Then he returned from the region of Tyre, and went by way of Sidon towards the Sea of Galilee, in the region of the Decapolis. They brought to him a deaf man who had an impediment in his speech; and they begged him to lay his hand on him. He took him aside in private, away from the crowd, and put his fingers into his ears, and he spat and touched his tongue. Then looking up to heaven, he sighed and said to him, “Ephphatha,” that is, “Be opened.” And immediately his ears were opened, his tongue was released, and he spoke plainly. Then Jesus ordered them to tell no one; but the more he ordered them, the more zealously they proclaimed it. They were astounded beyond measure, saying, “He has done everything well; he even makes the deaf to hear and the mute to speak.”

The Gospel of our Lord.

Grace to you and peace from God our Father and from our Lord and Savior Jesus Christ.

I was waiting patiently to check out in a seriously long line at my favorite big box store last week when I overheard a conversation between two friends.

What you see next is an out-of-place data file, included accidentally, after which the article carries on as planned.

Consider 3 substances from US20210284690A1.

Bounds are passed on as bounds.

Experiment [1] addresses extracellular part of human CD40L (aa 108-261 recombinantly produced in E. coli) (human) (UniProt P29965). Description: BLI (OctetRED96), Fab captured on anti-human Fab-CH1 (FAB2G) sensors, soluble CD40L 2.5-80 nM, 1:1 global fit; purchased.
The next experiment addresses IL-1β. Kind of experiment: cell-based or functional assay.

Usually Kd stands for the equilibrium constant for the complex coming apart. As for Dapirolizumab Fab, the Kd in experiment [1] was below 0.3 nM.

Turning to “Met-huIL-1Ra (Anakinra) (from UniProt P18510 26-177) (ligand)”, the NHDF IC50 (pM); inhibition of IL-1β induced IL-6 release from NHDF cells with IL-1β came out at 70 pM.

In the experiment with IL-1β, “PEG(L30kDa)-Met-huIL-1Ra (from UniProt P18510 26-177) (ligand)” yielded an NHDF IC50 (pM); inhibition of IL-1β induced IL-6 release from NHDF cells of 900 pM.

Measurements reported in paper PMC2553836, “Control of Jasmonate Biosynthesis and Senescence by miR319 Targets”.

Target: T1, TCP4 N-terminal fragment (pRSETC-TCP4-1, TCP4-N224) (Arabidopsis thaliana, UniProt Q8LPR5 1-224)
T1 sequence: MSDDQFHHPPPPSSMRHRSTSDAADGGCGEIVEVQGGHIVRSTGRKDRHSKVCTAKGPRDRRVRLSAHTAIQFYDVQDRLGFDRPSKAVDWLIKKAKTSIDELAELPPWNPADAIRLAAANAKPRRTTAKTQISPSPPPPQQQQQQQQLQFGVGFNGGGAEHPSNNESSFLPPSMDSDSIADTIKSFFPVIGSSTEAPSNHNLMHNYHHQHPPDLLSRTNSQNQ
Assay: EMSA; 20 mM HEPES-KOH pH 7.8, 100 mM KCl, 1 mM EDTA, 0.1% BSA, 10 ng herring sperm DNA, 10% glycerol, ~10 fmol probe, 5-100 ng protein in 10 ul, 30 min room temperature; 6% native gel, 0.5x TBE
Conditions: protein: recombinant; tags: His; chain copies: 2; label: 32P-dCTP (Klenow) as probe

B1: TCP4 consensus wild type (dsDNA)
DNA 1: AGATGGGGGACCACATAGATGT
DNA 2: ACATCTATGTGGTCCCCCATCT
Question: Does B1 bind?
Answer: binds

Apparently these two friends hadn’t seen each other in quite some time. So I was privileged to witness their Covid-19 reunion.

After the manly – “hey mans!” And the elbow bumps – because we don’t shake hands anymore.   They exclaimed over the length of each others’ hair and discussed the positives and the negatives of growing a pandemic beard. Both agreed that beards were awesome in January – but took real fortitude in August in Kentucky.

They swapped vaccination status information. Both were thrilled to be vaccinated and apparently so are their wives. And both men worried about their elementary school aged children who couldn’t yet get vaccinated.

They were both still working from home and liking the commute a lot. But they admitted to talking to the barista at Starbucks a little too long sometimes – just because he wasn’t their wife or kids or the dog/cat!

They laughed about how the highlight of their social calendar was a trip for a large coffee and a stale scone. “Oh how the mighty have fallen” – they joked!